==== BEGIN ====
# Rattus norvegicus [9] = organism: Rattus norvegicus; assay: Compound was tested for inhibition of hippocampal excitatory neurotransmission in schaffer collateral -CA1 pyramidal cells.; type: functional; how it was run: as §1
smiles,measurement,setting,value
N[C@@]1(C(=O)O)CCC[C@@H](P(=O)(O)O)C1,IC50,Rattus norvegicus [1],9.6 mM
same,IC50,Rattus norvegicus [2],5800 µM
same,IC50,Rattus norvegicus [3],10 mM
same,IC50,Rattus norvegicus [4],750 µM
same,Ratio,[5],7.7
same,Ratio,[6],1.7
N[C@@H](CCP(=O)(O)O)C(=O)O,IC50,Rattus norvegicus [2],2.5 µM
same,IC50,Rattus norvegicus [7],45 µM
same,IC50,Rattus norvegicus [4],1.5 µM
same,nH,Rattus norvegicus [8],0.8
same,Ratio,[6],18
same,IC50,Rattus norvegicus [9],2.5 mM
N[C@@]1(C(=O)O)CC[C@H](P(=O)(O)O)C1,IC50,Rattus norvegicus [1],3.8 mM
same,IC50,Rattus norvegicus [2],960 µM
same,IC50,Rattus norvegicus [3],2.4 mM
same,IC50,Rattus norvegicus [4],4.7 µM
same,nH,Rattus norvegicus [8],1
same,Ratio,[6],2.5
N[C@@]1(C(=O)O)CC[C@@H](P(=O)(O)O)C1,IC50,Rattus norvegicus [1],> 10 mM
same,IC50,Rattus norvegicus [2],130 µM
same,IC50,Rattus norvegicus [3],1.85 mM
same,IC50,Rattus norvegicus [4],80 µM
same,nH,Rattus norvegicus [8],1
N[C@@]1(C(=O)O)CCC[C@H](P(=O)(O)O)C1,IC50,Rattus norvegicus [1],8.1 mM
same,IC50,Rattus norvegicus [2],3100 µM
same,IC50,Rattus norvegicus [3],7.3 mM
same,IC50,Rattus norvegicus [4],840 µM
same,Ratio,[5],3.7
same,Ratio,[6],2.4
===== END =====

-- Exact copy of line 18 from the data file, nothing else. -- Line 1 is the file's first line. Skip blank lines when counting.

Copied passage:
same,IC50,Rattus norvegicus [4],4.7 µM